Massive Hemoptysis

Posted by e-Medical PPT
Hemoptysisis coughing up blood from the respiratory tract. Hemoptysis refers specifically to blood that comes from the respiratory tract. Blood also may come from the nose, the back of the throat, or part of the gastrointestinal tract. When blood originates outside of the respiratory tract, the condition is known as "pseudohemoptysis." Vomiting up blood, medically known as hematemesis, is one type of pseudohemoptysis. Differentiating between hemoptysis and hematemesis is an integral part of diagnosis. Since they involve different parts of the body, treatments and prognose (prospect of recovery) are not the same.
There are many underlying disorders that can cause hemoptysis, ranging from heart problems to trauma to infections to lung disease. Worldwide, tuberculosis is the most common cause of hemoptysis. In industrialized countries, the most common causes are bronchitis, bronchiectasis, and bronchogenic carcinoma.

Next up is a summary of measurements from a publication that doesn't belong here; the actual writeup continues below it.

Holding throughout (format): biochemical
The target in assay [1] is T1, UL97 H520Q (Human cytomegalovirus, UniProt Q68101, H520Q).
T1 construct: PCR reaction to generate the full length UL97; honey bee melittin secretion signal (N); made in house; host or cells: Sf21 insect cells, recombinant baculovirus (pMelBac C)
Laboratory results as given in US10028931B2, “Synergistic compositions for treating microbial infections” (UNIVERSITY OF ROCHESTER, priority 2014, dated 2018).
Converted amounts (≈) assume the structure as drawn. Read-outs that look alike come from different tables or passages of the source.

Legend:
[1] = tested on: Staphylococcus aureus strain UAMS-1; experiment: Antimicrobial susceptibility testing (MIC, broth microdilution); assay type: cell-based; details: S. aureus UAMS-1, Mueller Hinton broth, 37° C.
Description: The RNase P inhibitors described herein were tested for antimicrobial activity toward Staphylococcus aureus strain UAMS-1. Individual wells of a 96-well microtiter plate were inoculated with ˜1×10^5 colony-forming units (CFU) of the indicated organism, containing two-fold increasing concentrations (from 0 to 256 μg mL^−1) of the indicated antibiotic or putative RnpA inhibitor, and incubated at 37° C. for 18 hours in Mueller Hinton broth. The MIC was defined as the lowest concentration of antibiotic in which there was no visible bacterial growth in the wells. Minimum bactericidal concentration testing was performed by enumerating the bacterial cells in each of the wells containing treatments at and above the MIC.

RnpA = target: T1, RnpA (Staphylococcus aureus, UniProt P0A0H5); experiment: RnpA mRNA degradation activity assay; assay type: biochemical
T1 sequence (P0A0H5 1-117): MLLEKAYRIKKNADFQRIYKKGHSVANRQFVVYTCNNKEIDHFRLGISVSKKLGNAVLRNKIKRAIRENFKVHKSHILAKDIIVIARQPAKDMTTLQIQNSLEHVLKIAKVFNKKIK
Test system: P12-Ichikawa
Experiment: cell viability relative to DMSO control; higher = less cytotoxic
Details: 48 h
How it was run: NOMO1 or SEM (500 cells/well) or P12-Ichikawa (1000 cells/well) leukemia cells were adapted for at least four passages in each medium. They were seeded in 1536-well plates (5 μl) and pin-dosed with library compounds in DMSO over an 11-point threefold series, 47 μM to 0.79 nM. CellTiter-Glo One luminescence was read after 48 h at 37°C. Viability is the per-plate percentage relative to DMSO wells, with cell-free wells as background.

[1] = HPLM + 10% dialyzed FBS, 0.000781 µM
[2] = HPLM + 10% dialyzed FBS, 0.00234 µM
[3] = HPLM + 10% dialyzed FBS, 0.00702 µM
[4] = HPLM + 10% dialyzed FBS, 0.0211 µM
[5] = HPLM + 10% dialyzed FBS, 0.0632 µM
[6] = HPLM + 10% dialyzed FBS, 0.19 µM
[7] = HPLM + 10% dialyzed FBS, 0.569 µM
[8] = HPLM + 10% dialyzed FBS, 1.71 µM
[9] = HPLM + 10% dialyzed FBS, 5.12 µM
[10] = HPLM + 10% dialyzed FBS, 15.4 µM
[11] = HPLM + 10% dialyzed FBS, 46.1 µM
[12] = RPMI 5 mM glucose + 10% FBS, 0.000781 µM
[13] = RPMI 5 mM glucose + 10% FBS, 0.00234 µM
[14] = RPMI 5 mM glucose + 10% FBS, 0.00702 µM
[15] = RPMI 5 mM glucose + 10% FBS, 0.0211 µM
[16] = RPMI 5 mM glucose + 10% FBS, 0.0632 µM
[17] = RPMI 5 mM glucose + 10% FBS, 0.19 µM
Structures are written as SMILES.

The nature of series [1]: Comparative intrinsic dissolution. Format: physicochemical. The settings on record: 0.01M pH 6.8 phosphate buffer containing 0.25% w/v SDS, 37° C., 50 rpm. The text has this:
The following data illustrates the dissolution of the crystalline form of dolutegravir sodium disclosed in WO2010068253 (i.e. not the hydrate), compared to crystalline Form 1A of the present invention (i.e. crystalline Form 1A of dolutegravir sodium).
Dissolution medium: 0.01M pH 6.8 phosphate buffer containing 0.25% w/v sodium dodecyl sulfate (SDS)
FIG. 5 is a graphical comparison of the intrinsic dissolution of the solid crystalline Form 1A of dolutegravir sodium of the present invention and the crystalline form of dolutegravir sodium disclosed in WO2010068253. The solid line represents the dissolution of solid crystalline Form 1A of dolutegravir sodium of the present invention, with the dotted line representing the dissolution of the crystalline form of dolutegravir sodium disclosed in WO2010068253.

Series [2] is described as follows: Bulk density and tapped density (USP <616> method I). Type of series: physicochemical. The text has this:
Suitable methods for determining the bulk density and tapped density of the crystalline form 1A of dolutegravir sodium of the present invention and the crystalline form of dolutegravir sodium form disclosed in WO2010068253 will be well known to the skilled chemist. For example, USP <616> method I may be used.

In patients with AIDS, the most common cause of hemoptysis is pneumonia. In about 15% to 30% of cases, the underlying problem is never found—undiagnosed hemoptysis is commonly referred to as idiopathic hemoptysis.
Classifying hemoptysis as mild or massive (some practitioners classify it as trivial, moderate, or massive) is difficult because the amount of blood is often hard to accurately quantify. Life-threatening, "massive" hemoptysis, which requires immediate medical attention, is differentiated from less severe cases.
Hemoptysis is considered massive, or major, when there is so much blood that it interrupts breathing (generally more than about 200-240 mL, or about 1 cup, in 24 hours). Massive hemoptysis is a medical emergency: the mortality rate for patients with massive hemoptysis can be as high as 75%. Most patients who die from hemoptysis suffer from asphyxiation (lack of oxygen) due to too much blood in the airways.


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